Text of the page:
Book Review: "The Ordinary Truth" by Jana Richman

Well friends, I am taking a little detour this week from my usual gooey delights to review the work of a very amazing writer named Jana Richman.  Jana, whose blog can be found here,  writes modern westerns.  This work is a raw and emotional tale about one family.  If you're looking for a break from the undead, clockwork, or other things that go bump in the night, check out her work.  Here is my review:
Jana Richman’s “The Ordinary Truth” is a raw, compassionate portrayal of the experiences of four women from one Nevada ranch family.  The plot line is tension-filled, the work is beautifully descripted, and the message makes for a poignant read.  I often felt the novel had me by the “emotional guts,” and I found myself holding my breath—much, I suspect, like the characters—until I reached the end of the novel.

In its chapter by chapter construction, the novel centers around four characters:  Nell, Ona, Kate, and Cassie.  It is Nell, however, who steals the show.  Nell, a hardened rancher, is so realistically described that I likened her to many of the matriarchs in my own family: stubborn, bossy, and narcissistic.  Nell is in the golden years, and her self-centeredness seems childish at times, but in Nell, Richman draws a character who is real—real is not always nice.  Ona, soft-hearted and compassionate, is the observer of the novel.  It is through Ona’s eyes that we can see, understand, and often fairly judge the difficulties many of the characters face.  Kate, Nell’s daughter, is a remarkably modern mess.  Haunted by the loss of her father, Kate’s stiffness paired with fragility hits home.  Losing a parent early and traumatically often rocks a child, and Richman portrays Kate’s struggle with deftness.  Cassie, Kate’s daughter, devises a plan to crack open the secrets that have lain buried in the family for years.  Her determination, though somewhat misguided, is admirable.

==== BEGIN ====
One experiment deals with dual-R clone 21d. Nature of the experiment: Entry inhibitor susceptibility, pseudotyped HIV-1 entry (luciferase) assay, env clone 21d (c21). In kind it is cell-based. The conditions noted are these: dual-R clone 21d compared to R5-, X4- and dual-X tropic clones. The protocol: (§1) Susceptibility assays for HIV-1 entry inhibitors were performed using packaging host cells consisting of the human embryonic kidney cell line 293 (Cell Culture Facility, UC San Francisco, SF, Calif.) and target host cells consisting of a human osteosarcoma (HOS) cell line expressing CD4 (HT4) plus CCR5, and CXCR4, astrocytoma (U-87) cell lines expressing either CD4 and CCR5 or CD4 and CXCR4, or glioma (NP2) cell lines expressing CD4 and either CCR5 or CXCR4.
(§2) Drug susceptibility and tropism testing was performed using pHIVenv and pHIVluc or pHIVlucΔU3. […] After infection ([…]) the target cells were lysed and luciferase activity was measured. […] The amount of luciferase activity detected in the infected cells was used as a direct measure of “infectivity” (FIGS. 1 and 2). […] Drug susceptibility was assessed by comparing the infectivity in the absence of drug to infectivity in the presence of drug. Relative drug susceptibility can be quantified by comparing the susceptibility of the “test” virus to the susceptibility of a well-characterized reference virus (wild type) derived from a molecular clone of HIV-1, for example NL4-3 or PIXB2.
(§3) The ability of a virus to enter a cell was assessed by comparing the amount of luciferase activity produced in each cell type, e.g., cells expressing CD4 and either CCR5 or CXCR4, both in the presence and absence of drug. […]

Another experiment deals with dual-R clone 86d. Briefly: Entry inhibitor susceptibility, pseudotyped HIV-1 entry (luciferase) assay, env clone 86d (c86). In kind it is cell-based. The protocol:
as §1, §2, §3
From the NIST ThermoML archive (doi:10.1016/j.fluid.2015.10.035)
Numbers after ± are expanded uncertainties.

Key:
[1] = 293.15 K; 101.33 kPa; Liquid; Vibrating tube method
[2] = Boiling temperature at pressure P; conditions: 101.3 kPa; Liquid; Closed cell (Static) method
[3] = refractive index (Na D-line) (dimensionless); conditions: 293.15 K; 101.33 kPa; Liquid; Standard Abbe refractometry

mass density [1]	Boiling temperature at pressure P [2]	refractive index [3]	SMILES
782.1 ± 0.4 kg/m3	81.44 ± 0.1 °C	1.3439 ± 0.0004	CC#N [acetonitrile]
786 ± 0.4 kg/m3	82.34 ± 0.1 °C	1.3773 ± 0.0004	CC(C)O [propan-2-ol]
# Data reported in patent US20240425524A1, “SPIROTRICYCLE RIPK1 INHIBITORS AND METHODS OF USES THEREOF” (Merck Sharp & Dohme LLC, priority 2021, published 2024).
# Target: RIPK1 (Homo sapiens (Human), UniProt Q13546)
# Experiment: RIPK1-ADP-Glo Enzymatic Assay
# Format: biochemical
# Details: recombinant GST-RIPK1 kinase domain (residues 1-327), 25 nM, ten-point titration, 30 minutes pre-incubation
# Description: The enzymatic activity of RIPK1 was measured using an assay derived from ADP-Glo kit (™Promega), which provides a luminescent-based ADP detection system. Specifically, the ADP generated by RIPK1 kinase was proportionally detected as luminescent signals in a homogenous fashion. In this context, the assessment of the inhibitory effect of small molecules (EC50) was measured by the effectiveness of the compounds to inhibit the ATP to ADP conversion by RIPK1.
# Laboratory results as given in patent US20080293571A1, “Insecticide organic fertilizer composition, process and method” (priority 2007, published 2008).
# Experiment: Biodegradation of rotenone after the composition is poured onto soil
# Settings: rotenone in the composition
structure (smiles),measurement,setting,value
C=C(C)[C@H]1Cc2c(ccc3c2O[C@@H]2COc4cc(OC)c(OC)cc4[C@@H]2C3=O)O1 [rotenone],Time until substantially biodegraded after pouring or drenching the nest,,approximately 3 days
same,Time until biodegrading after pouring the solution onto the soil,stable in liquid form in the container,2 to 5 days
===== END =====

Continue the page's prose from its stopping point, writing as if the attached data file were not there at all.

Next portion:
“The Ordinary Truth” provides for a rich read.  While the family struggles are the most important plot element, the backdrop alludes to the ecocritical theme of the growing rarity of water in the west.  A Floridian, I have no experience with and limited knowledge of struggles over water scarcity.  Richman brings the problem to the reader’s attention as part of the plot but is not overly “preachy” about the issue.  In fact, a deeper look at the work suggests that the struggle over life-giving water, and whether or not drilling a pipeline under ranch land to redistribute water, serves as a metaphor for the experiences of the characters: what happens when the essential elements of life are rerouted, misused, or sucked dry?  Perhaps Richman is alluding to something more than water here.

Richman has a number of great lines in the book that provide criticism of modern life.  Kate remarks on the cult of busyness in stating that we are all in “the perpetual quest for keeping oneself occupied, entertained, and important—which burns at the edge of addiction.”   Her daughter Cassie later remarks that in its most bureaucratic incarnations, Kate’s generation “goes right on fucking everybody over and apologizing along the way.  Your apologies are meaningless, insulting.”  I have to agree on both counts.

If you are looking for a masterfully written modern western, Richman’s work is sure to please.  

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